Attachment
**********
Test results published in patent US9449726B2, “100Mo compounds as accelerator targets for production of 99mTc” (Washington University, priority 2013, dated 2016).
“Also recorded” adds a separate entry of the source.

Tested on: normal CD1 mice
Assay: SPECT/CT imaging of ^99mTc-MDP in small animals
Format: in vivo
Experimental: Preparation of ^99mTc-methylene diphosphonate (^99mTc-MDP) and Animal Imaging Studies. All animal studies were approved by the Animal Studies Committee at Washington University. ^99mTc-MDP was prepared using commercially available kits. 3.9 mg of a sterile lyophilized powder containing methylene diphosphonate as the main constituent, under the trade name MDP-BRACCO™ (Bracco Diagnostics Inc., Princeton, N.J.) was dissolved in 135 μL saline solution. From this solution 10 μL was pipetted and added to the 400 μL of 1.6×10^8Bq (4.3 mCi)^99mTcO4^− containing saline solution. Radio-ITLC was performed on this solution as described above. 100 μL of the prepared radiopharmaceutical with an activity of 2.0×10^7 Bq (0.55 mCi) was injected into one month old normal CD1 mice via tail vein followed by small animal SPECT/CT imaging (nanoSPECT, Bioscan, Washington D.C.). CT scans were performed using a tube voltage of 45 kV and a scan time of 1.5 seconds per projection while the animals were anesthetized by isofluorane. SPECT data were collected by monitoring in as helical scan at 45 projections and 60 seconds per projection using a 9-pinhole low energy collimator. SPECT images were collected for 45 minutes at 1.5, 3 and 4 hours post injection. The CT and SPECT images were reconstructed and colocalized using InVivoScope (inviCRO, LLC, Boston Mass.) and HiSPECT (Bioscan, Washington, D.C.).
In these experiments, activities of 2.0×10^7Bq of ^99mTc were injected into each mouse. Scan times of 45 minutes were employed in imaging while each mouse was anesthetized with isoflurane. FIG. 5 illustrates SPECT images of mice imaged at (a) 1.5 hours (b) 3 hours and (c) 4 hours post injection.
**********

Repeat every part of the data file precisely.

Test results published in patent US9449726B2, “100Mo compounds as accelerator targets for production of 99mTc” (Washington University, priority 2013, dated 2016).
“Also recorded” adds a separate entry of the source.

Tested on: normal CD1 mice
Assay: SPECT/CT imaging of ^99mTc-MDP in small animals
Format: in vivo
Experimental: Preparation of ^99mTc-methylene diphosphonate (^99mTc-MDP) and Animal Imaging Studies. All animal studies were approved by the Animal Studies Committee at Washington University. ^99mTc-MDP was prepared using commercially available kits. 3.9 mg of a sterile lyophilized powder containing methylene diphosphonate as the main constituent, under the trade name MDP-BRACCO™ (Bracco Diagnostics Inc., Princeton, N.J.) was dissolved in 135 μL saline solution. From this solution 10 μL was pipetted and added to the 400 μL of 1.6×10^8Bq (4.3 mCi)^99mTcO4^− containing saline solution. Radio-ITLC was performed on this solution as described above. 100 μL of the prepared radiopharmaceutical with an activity of 2.0×10^7 Bq (0.55 mCi) was injected into one month old normal CD1 mice via tail vein followed by small animal SPECT/CT imaging (nanoSPECT, Bioscan, Washington D.C.). CT scans were performed using a tube voltage of 45 kV and a scan time of 1.5 seconds per projection while the animals were anesthetized by isofluorane. SPECT data were collected by monitoring in as helical scan at 45 projections and 60 seconds per projection using a 9-pinhole low energy collimator. SPECT images were collected for 45 minutes at 1.5, 3 and 4 hours post injection. The CT and SPECT images were reconstructed and colocalized using InVivoScope (inviCRO, LLC, Boston Mass.) and HiSPECT (Bioscan, Washington, D.C.).
In these experiments, activities of 2.0×10^7Bq of ^99mTc were injected into each mouse. Scan times of 45 minutes were employed in imaging while each mouse was anesthetized with isoflurane. FIG. 5 illustrates SPECT images of mice imaged at (a) 1.5 hours (b) 3 hours and (c) 4 hours post injection.